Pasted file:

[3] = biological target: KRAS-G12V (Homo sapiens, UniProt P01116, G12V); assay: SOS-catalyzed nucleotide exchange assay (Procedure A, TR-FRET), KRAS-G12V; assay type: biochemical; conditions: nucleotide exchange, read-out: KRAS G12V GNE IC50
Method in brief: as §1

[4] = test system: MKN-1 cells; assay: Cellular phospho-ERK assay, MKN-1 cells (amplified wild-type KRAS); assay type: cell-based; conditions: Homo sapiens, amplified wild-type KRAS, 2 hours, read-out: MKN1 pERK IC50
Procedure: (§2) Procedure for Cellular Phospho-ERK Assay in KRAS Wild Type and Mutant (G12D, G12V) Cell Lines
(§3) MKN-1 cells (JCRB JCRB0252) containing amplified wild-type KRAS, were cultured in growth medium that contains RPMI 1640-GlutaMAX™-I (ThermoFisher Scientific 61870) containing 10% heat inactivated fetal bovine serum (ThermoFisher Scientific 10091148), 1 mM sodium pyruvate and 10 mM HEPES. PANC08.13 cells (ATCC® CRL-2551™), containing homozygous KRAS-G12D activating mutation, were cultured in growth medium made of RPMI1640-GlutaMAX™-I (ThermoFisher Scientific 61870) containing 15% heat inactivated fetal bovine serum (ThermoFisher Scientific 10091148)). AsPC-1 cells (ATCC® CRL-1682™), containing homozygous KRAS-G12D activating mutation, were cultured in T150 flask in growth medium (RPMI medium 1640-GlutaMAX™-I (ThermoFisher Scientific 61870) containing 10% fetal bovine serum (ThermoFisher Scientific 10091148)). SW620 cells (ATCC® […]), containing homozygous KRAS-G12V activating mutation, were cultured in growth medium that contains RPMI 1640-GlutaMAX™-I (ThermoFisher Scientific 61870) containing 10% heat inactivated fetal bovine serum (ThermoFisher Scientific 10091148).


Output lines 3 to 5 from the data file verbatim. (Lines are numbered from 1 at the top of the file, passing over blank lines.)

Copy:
[4] = test system: MKN-1 cells; assay: Cellular phospho-ERK assay, MKN-1 cells (amplified wild-type KRAS); assay type: cell-based; conditions: Homo sapiens, amplified wild-type KRAS, 2 hours, read-out: MKN1 pERK IC50
Procedure: (§2) Procedure for Cellular Phospho-ERK Assay in KRAS Wild Type and Mutant (G12D, G12V) Cell Lines
(§3) MKN-1 cells (JCRB JCRB0252) containing amplified wild-type KRAS, were cultured in growth medium that contains RPMI 1640-GlutaMAX™-I (ThermoFisher Scientific 61870) containing 10% heat inactivated fetal bovine serum (ThermoFisher Scientific 10091148), 1 mM sodium pyruvate and 10 mM HEPES. PANC08.13 cells (ATCC® CRL-2551™), containing homozygous KRAS-G12D activating mutation, were cultured in growth medium made of RPMI1640-GlutaMAX™-I (ThermoFisher Scientific 61870) containing 15% heat inactivated fetal bovine serum (ThermoFisher Scientific 10091148)). AsPC-1 cells (ATCC® CRL-1682™), containing homozygous KRAS-G12D activating mutation, were cultured in T150 flask in growth medium (RPMI medium 1640-GlutaMAX™-I (ThermoFisher Scientific 61870) containing 10% fetal bovine serum (ThermoFisher Scientific 10091148)). SW620 cells (ATCC® […]), containing homozygous KRAS-G12V activating mutation, were cultured in growth medium that contains RPMI 1640-GlutaMAX™-I (ThermoFisher Scientific 61870) containing 10% heat inactivated fetal bovine serum (ThermoFisher Scientific 10091148).